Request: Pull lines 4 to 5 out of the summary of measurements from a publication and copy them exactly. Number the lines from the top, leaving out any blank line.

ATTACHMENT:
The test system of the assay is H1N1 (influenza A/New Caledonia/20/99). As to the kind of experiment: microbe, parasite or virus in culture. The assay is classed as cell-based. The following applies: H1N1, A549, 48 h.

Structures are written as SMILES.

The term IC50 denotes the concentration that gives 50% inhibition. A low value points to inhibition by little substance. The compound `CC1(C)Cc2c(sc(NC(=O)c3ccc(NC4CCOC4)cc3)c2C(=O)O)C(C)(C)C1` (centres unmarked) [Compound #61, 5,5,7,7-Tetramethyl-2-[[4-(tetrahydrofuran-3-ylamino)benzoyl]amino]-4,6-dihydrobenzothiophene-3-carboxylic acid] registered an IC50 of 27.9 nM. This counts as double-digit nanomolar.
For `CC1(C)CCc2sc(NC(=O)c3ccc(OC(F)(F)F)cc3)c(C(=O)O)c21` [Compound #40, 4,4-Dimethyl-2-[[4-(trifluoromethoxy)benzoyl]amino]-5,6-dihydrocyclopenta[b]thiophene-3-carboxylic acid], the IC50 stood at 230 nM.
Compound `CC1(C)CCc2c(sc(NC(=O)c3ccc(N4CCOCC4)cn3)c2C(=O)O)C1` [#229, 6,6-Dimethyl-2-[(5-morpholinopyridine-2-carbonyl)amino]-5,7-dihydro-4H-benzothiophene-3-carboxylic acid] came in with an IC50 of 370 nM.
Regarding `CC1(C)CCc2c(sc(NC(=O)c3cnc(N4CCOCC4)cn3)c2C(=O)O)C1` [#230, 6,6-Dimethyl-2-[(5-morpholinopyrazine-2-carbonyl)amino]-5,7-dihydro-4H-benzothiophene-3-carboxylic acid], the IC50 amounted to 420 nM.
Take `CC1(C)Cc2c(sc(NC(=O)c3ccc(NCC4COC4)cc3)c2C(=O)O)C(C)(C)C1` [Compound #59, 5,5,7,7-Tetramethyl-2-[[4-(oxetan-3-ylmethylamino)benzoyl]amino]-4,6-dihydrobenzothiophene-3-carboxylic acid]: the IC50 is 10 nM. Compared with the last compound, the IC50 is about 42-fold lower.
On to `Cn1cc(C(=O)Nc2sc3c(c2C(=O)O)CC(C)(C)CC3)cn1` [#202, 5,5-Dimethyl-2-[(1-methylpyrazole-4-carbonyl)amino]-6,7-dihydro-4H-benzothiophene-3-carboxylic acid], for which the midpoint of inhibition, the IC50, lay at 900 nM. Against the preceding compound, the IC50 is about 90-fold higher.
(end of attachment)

For `CC1(C)CCc2sc(NC(=O)c3ccc(OC(F)(F)F)cc3)c(C(=O)O)c21` [Compound #40, 4,4-Dimethyl-2-[[4-(trifluoromethoxy)benzoyl]amino]-5,6-dihydrocyclopenta[b]thiophene-3-carboxylic acid], the IC50 stood at 230 nM.
Compound `CC1(C)CCc2c(sc(NC(=O)c3ccc(N4CCOCC4)cn3)c2C(=O)O)C1` [#229, 6,6-Dimethyl-2-[(5-morpholinopyridine-2-carbonyl)amino]-5,7-dihydro-4H-benzothiophene-3-carboxylic acid] came in with an IC50 of 370 nM.